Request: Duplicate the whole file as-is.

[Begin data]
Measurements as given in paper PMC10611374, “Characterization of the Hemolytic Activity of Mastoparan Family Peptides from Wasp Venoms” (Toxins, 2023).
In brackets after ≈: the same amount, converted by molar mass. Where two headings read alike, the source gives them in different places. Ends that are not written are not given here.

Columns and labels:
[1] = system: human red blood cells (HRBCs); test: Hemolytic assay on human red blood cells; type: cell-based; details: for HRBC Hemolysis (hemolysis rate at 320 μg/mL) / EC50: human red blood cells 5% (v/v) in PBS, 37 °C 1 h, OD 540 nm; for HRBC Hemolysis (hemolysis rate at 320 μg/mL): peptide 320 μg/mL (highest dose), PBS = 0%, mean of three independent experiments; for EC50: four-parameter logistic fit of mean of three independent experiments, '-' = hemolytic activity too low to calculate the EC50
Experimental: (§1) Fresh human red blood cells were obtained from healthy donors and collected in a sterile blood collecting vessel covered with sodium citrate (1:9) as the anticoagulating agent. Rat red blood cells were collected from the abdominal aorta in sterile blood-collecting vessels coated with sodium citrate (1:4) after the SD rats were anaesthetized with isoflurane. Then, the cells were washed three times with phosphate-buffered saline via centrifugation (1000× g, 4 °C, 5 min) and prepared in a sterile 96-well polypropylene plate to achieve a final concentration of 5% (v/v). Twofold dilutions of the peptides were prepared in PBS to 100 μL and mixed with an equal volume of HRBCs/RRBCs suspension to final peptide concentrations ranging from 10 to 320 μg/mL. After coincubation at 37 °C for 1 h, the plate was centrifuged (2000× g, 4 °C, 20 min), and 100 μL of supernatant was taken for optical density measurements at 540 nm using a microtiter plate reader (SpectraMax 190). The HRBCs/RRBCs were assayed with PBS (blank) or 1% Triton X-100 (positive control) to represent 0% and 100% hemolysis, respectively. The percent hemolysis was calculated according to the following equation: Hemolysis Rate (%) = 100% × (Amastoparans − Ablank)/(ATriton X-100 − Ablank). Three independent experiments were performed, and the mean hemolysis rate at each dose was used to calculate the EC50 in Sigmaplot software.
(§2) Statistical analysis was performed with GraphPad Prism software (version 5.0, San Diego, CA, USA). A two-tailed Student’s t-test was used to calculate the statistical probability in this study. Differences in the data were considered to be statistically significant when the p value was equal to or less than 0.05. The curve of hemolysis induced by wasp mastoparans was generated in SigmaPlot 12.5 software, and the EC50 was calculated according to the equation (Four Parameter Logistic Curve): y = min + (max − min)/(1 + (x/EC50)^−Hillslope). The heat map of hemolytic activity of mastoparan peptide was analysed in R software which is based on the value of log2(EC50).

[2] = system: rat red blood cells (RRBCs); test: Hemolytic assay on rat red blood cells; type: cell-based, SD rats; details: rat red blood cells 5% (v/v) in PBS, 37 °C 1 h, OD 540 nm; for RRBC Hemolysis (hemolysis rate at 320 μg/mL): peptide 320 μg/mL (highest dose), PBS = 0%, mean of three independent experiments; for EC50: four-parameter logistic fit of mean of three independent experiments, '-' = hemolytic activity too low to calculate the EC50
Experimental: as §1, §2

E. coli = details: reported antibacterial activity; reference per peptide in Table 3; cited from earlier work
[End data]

Measurements as given in paper PMC10611374, “Characterization of the Hemolytic Activity of Mastoparan Family Peptides from Wasp Venoms” (Toxins, 2023).
In brackets after ≈: the same amount, converted by molar mass. Where two headings read alike, the source gives them in different places. Ends that are not written are not given here.

Columns and labels:
[1] = system: human red blood cells (HRBCs); test: Hemolytic assay on human red blood cells; type: cell-based; details: for HRBC Hemolysis (hemolysis rate at 320 μg/mL) / EC50: human red blood cells 5% (v/v) in PBS, 37 °C 1 h, OD 540 nm; for HRBC Hemolysis (hemolysis rate at 320 μg/mL): peptide 320 μg/mL (highest dose), PBS = 0%, mean of three independent experiments; for EC50: four-parameter logistic fit of mean of three independent experiments, '-' = hemolytic activity too low to calculate the EC50
Experimental: (§1) Fresh human red blood cells were obtained from healthy donors and collected in a sterile blood collecting vessel covered with sodium citrate (1:9) as the anticoagulating agent. Rat red blood cells were collected from the abdominal aorta in sterile blood-collecting vessels coated with sodium citrate (1:4) after the SD rats were anaesthetized with isoflurane. Then, the cells were washed three times with phosphate-buffered saline via centrifugation (1000× g, 4 °C, 5 min) and prepared in a sterile 96-well polypropylene plate to achieve a final concentration of 5% (v/v). Twofold dilutions of the peptides were prepared in PBS to 100 μL and mixed with an equal volume of HRBCs/RRBCs suspension to final peptide concentrations ranging from 10 to 320 μg/mL. After coincubation at 37 °C for 1 h, the plate was centrifuged (2000× g, 4 °C, 20 min), and 100 μL of supernatant was taken for optical density measurements at 540 nm using a microtiter plate reader (SpectraMax 190). The HRBCs/RRBCs were assayed with PBS (blank) or 1% Triton X-100 (positive control) to represent 0% and 100% hemolysis, respectively. The percent hemolysis was calculated according to the following equation: Hemolysis Rate (%) = 100% × (Amastoparans − Ablank)/(ATriton X-100 − Ablank). Three independent experiments were performed, and the mean hemolysis rate at each dose was used to calculate the EC50 in Sigmaplot software.
(§2) Statistical analysis was performed with GraphPad Prism software (version 5.0, San Diego, CA, USA). A two-tailed Student’s t-test was used to calculate the statistical probability in this study. Differences in the data were considered to be statistically significant when the p value was equal to or less than 0.05. The curve of hemolysis induced by wasp mastoparans was generated in SigmaPlot 12.5 software, and the EC50 was calculated according to the equation (Four Parameter Logistic Curve): y = min + (max − min)/(1 + (x/EC50)^−Hillslope). The heat map of hemolytic activity of mastoparan peptide was analysed in R software which is based on the value of log2(EC50).

[2] = system: rat red blood cells (RRBCs); test: Hemolytic assay on rat red blood cells; type: cell-based, SD rats; details: rat red blood cells 5% (v/v) in PBS, 37 °C 1 h, OD 540 nm; for RRBC Hemolysis (hemolysis rate at 320 μg/mL): peptide 320 μg/mL (highest dose), PBS = 0%, mean of three independent experiments; for EC50: four-parameter logistic fit of mean of three independent experiments, '-' = hemolytic activity too low to calculate the EC50
Experimental: as §1, §2

E. coli = details: reported antibacterial activity; reference per peptide in Table 3; cited from earlier work